Warmhearted family drama, which won prizes in Cairo and Shanghai, makes some dark turns dealing with death and family, but is still gentle enough to play kidfests. "Touched by Love" is finally too sentimental and morally ambiguous to get fingered abroad, though.

Warmhearted family drama, which won prizes in Cairo and Shanghai, makes some dark turns dealing with death and family, but is still gentle enough to play kidfests. “Touched by Love” is finally too sentimental and morally ambiguous to get fingered abroad, though.

Craggy-faced Qiang Gao, looking like Fred Gwynne on a Chinese “Car 54, Where Are You?,” plays a local cop so scrupulous he’s having trouble supporting his small son (Ben Niu). A bigger problem comes from his claim the kid’s mom is off at school in Australia when actually she was killed in a car crash. Worse, he’s had the boy’s pretty young teacher write fake letters, ostensibly from Oz, for more than a year. When the cop discovers he’s dying of cancer, he has to somehow admit the mom is already gone and also get the teacher to take over the reins. She’s already in love with the big lug, but do you think he knows it? These meller elements are handled with surprising lightness, even if co-helmer-scripter Jiang Ping doesn’t seem particularly aware of the quandaries he’s raising.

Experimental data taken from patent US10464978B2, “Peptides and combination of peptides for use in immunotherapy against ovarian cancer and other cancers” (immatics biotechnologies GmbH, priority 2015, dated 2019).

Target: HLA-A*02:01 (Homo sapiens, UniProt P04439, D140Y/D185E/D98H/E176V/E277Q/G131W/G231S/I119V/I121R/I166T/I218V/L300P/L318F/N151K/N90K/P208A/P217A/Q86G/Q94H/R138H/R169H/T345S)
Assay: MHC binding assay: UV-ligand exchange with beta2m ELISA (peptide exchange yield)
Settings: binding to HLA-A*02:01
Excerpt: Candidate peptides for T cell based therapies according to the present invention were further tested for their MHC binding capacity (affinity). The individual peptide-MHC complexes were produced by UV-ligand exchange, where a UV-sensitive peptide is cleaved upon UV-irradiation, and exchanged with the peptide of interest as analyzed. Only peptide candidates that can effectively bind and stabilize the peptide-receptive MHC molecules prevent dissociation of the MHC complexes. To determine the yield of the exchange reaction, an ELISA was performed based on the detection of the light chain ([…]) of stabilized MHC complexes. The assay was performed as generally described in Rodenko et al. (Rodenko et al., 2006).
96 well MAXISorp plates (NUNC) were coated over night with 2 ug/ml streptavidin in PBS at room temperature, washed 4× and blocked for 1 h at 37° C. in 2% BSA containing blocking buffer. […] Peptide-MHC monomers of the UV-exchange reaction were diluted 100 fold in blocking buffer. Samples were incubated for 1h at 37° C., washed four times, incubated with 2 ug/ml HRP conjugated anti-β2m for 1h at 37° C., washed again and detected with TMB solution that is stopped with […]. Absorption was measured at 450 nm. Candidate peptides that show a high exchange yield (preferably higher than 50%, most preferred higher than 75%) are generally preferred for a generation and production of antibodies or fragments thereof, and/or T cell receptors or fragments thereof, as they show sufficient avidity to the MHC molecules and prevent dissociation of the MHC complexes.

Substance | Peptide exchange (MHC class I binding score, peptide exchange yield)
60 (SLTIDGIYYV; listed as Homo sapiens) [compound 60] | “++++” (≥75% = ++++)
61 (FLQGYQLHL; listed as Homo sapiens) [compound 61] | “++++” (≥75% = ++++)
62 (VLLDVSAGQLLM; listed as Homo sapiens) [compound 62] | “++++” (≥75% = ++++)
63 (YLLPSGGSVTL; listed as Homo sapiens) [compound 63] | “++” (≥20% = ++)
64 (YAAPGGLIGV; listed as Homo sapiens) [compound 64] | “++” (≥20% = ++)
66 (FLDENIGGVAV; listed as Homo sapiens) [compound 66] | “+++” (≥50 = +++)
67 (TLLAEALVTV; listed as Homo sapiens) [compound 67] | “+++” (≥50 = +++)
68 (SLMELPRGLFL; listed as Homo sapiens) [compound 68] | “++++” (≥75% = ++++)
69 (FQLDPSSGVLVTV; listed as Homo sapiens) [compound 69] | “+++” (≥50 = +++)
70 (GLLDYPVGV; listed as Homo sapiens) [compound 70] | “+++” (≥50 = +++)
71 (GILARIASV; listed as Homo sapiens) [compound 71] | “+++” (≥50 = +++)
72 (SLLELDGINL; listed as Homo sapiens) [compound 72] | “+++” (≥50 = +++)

Touched by Love

China

Production

A Shan Film Studio (Beijing) production. Produced by Liu Baogui. Directed by Jiang Ping, Liu Xin. Screenplay, Jian Ping, Hu Hong Yi, Zhang Chen Yang.

Crew

Camera (color), Liu Baogui. Reviewed at Hawaii Film Festival, Nov. 3, 2002. Running time: 97 MIN.

With

Niu Ben, Qiang Gao, Keyu Guo, Xie Yuxin.
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